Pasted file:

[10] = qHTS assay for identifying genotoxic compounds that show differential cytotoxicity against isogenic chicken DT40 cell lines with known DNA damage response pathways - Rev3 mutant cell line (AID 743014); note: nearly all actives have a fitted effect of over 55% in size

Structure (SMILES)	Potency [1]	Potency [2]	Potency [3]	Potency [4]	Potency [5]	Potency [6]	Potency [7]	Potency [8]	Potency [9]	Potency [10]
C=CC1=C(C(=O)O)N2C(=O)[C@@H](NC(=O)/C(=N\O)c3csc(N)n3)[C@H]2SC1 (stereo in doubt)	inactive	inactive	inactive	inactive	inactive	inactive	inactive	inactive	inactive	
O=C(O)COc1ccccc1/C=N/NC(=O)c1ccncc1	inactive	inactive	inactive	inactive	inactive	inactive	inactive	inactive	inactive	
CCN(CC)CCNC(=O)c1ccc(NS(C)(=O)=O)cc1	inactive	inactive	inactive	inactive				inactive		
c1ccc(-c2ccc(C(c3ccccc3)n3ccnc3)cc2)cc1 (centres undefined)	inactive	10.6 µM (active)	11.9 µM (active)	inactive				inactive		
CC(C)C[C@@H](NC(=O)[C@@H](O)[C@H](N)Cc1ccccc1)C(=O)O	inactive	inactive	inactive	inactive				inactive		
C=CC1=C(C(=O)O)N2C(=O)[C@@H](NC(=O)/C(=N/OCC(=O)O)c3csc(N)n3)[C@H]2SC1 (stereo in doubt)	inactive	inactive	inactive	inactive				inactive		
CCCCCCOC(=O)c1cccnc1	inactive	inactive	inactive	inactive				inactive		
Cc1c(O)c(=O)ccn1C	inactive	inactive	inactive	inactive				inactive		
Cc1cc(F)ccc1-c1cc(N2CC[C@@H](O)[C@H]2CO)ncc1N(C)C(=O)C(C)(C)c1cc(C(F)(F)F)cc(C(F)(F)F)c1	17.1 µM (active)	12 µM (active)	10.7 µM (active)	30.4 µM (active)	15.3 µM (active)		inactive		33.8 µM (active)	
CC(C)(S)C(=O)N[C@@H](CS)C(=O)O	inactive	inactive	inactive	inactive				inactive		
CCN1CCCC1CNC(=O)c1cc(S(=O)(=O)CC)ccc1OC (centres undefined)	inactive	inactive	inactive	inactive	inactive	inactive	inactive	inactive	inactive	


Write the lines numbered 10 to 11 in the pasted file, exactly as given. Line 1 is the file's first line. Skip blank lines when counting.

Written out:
Cc1c(O)c(=O)ccn1C	inactive	inactive	inactive	inactive				inactive		
Cc1cc(F)ccc1-c1cc(N2CC[C@@H](O)[C@H]2CO)ncc1N(C)C(=O)C(C)(C)c1cc(C(F)(F)F)cc(C(F)(F)F)c1	17.1 µM (active)	12 µM (active)	10.7 µM (active)	30.4 µM (active)	15.3 µM (active)		inactive		33.8 µM (active)	